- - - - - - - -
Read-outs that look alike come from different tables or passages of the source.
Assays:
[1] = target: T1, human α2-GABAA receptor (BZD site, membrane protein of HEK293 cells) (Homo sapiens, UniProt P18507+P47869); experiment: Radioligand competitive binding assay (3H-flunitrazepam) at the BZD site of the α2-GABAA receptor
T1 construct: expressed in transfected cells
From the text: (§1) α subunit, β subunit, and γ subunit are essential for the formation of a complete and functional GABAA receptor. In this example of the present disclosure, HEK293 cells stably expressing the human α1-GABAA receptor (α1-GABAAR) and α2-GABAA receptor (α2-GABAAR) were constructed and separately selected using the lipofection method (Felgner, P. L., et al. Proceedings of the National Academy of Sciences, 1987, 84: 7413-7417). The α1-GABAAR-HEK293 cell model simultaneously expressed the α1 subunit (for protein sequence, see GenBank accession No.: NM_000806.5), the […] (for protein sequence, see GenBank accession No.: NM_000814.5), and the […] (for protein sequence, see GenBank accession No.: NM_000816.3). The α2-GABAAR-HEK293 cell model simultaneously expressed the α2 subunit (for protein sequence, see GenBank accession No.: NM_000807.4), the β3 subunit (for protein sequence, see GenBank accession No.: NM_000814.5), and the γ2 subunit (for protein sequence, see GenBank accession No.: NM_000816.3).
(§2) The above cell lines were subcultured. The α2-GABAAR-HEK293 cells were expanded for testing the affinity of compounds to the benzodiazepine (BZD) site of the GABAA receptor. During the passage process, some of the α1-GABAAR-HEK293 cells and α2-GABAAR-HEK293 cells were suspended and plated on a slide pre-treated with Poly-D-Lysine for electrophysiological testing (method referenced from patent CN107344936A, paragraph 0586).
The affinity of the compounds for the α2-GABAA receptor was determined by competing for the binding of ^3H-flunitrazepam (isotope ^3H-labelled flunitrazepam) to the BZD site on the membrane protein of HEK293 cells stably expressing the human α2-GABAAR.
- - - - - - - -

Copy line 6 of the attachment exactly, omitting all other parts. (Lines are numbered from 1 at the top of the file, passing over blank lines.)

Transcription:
(§2) The above cell lines were subcultured. The α2-GABAAR-HEK293 cells were expanded for testing the affinity of compounds to the benzodiazepine (BZD) site of the GABAA receptor. During the passage process, some of the α1-GABAAR-HEK293 cells and α2-GABAAR-HEK293 cells were suspended and plated on a slide pre-treated with Poly-D-Lysine for electrophysiological testing (method referenced from patent CN107344936A, paragraph 0586).